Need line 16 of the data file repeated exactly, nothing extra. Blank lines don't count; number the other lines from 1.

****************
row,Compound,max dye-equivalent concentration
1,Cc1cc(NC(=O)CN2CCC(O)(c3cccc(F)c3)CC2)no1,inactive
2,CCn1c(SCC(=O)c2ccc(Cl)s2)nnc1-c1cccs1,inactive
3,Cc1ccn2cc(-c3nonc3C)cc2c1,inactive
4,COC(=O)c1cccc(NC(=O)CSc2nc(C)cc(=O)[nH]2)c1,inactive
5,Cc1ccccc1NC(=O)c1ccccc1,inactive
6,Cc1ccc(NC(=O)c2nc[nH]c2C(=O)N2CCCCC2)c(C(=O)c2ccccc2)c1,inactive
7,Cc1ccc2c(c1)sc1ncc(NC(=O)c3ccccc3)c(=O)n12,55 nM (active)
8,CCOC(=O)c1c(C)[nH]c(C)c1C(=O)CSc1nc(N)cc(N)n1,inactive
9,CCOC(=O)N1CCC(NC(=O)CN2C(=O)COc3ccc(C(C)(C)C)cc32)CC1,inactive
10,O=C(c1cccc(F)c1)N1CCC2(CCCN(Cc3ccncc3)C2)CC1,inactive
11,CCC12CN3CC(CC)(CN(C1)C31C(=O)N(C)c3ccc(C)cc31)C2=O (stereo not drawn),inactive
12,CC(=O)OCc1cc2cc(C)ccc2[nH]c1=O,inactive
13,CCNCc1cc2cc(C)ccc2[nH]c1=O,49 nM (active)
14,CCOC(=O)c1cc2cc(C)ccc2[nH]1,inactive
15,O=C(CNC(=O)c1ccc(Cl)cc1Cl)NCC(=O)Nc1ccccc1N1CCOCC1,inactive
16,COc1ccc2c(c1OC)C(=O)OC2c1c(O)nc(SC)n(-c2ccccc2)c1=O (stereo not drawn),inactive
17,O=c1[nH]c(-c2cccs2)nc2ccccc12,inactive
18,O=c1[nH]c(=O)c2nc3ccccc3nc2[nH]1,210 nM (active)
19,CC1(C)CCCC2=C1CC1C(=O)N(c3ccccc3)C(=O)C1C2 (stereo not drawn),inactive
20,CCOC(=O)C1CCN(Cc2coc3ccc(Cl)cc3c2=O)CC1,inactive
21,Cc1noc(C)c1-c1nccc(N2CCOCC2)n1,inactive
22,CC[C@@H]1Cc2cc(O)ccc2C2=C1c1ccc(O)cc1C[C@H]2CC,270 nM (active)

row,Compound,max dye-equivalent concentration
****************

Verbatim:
15,O=C(CNC(=O)c1ccc(Cl)cc1Cl)NCC(=O)Nc1ccccc1N1CCOCC1,inactive